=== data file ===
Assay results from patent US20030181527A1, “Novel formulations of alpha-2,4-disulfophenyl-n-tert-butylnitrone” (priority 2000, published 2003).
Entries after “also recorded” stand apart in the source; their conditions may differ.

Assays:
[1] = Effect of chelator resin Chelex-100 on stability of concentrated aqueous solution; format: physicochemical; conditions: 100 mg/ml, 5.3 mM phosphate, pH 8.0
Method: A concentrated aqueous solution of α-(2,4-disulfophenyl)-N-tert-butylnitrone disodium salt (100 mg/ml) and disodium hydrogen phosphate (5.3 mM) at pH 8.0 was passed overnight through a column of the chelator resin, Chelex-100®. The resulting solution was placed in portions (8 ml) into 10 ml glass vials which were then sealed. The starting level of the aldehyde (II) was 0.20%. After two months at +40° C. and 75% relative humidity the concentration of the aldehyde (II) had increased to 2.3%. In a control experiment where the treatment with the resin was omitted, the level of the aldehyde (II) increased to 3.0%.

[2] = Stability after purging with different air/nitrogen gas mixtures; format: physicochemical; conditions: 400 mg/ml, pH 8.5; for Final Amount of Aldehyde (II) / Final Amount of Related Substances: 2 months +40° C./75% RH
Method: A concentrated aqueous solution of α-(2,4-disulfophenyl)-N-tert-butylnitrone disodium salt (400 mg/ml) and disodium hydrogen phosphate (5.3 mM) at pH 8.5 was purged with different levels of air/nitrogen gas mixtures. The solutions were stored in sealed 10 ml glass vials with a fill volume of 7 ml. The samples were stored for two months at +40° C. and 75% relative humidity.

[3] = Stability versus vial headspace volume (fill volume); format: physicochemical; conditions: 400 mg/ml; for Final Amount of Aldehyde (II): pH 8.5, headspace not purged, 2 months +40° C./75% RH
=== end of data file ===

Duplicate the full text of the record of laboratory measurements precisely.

Assay results from patent US20030181527A1, “Novel formulations of alpha-2,4-disulfophenyl-n-tert-butylnitrone” (priority 2000, published 2003).
Entries after “also recorded” stand apart in the source; their conditions may differ.

Assays:
[1] = Effect of chelator resin Chelex-100 on stability of concentrated aqueous solution; format: physicochemical; conditions: 100 mg/ml, 5.3 mM phosphate, pH 8.0
Method: A concentrated aqueous solution of α-(2,4-disulfophenyl)-N-tert-butylnitrone disodium salt (100 mg/ml) and disodium hydrogen phosphate (5.3 mM) at pH 8.0 was passed overnight through a column of the chelator resin, Chelex-100®. The resulting solution was placed in portions (8 ml) into 10 ml glass vials which were then sealed. The starting level of the aldehyde (II) was 0.20%. After two months at +40° C. and 75% relative humidity the concentration of the aldehyde (II) had increased to 2.3%. In a control experiment where the treatment with the resin was omitted, the level of the aldehyde (II) increased to 3.0%.

[2] = Stability after purging with different air/nitrogen gas mixtures; format: physicochemical; conditions: 400 mg/ml, pH 8.5; for Final Amount of Aldehyde (II) / Final Amount of Related Substances: 2 months +40° C./75% RH
Method: A concentrated aqueous solution of α-(2,4-disulfophenyl)-N-tert-butylnitrone disodium salt (400 mg/ml) and disodium hydrogen phosphate (5.3 mM) at pH 8.5 was purged with different levels of air/nitrogen gas mixtures. The solutions were stored in sealed 10 ml glass vials with a fill volume of 7 ml. The samples were stored for two months at +40° C. and 75% relative humidity.

[3] = Stability versus vial headspace volume (fill volume); format: physicochemical; conditions: 400 mg/ml; for Final Amount of Aldehyde (II): pH 8.5, headspace not purged, 2 months +40° C./75% RH